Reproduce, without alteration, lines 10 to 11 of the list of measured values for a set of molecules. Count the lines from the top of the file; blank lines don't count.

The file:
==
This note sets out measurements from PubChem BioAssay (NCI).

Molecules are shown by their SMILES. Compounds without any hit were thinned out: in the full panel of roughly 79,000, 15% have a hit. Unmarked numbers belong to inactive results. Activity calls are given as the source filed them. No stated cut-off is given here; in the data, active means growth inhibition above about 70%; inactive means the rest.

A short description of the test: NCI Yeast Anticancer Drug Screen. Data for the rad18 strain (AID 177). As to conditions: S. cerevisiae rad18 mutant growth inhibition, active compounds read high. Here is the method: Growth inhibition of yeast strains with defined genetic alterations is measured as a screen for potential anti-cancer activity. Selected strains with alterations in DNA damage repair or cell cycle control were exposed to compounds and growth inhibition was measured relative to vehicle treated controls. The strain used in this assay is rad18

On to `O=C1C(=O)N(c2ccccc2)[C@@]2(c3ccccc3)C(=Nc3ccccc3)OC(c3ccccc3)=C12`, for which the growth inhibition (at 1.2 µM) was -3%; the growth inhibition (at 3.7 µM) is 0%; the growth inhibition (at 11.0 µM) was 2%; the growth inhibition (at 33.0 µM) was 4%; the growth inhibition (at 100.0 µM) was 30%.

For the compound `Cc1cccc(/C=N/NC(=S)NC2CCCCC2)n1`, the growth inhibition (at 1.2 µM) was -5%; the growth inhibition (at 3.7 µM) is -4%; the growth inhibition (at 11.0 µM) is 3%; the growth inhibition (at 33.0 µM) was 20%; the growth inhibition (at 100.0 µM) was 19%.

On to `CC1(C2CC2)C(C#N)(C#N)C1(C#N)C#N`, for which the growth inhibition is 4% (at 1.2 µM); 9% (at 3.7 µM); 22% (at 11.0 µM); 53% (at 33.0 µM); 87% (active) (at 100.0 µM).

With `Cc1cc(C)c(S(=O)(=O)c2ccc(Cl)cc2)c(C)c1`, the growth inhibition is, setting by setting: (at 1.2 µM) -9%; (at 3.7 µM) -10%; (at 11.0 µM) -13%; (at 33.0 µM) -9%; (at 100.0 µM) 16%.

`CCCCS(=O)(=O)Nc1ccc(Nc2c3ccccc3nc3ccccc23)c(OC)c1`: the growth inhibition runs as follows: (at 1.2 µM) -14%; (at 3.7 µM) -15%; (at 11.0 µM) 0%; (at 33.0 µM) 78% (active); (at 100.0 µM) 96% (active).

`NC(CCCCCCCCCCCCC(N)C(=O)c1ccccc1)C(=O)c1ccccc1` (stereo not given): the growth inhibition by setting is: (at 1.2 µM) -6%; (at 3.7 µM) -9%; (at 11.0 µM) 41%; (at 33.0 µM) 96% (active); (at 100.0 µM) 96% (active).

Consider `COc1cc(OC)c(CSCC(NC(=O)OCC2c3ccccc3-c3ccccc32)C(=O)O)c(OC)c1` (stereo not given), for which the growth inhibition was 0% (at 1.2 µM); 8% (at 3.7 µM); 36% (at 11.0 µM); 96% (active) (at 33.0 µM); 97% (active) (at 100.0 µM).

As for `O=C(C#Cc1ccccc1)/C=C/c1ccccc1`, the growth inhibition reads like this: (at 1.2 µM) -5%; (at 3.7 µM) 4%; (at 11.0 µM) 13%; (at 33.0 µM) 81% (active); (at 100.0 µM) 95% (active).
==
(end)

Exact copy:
Consider `COc1cc(OC)c(CSCC(NC(=O)OCC2c3ccccc3-c3ccccc32)C(=O)O)c(OC)c1` (stereo not given), for which the growth inhibition was 0% (at 1.2 µM); 8% (at 3.7 µM); 36% (at 11.0 µM); 96% (active) (at 33.0 µM); 97% (active) (at 100.0 µM).

As for `O=C(C#Cc1ccccc1)/C=C/c1ccccc1`, the growth inhibition reads like this: (at 1.2 µM) -5%; (at 3.7 µM) 4%; (at 11.0 µM) 13%; (at 33.0 µM) 81% (active); (at 100.0 µM) 95% (active).